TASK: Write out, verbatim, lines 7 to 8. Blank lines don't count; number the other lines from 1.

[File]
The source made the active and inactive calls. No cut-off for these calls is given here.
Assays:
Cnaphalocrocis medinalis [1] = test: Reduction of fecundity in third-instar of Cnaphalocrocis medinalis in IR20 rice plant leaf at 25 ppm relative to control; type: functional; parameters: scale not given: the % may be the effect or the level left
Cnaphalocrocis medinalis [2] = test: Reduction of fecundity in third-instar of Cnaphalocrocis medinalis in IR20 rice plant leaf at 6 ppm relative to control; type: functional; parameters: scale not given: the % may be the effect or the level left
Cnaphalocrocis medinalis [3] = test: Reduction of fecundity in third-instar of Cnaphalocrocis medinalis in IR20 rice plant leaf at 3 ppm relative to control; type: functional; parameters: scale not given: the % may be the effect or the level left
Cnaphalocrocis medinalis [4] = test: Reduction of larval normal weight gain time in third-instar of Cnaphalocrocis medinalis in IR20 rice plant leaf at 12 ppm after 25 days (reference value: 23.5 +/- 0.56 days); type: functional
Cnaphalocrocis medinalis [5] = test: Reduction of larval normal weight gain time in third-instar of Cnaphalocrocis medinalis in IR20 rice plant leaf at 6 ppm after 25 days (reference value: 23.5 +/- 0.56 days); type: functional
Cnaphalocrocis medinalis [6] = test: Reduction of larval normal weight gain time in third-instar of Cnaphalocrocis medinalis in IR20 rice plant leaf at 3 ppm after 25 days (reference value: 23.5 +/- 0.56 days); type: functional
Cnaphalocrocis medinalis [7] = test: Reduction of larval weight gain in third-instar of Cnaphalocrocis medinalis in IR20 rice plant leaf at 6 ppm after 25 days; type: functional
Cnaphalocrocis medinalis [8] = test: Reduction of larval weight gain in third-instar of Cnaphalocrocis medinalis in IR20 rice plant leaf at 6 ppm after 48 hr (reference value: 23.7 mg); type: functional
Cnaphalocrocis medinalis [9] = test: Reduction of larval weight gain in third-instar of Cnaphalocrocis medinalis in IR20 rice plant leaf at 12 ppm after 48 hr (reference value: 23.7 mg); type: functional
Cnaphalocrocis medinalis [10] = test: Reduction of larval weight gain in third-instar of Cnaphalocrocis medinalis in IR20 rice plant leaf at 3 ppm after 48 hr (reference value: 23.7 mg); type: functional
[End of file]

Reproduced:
Cnaphalocrocis medinalis [5] = test: Reduction of larval normal weight gain time in third-instar of Cnaphalocrocis medinalis in IR20 rice plant leaf at 6 ppm after 25 days (reference value: 23.5 +/- 0.56 days); type: functional
Cnaphalocrocis medinalis [6] = test: Reduction of larval normal weight gain time in third-instar of Cnaphalocrocis medinalis in IR20 rice plant leaf at 3 ppm after 25 days (reference value: 23.5 +/- 0.56 days); type: functional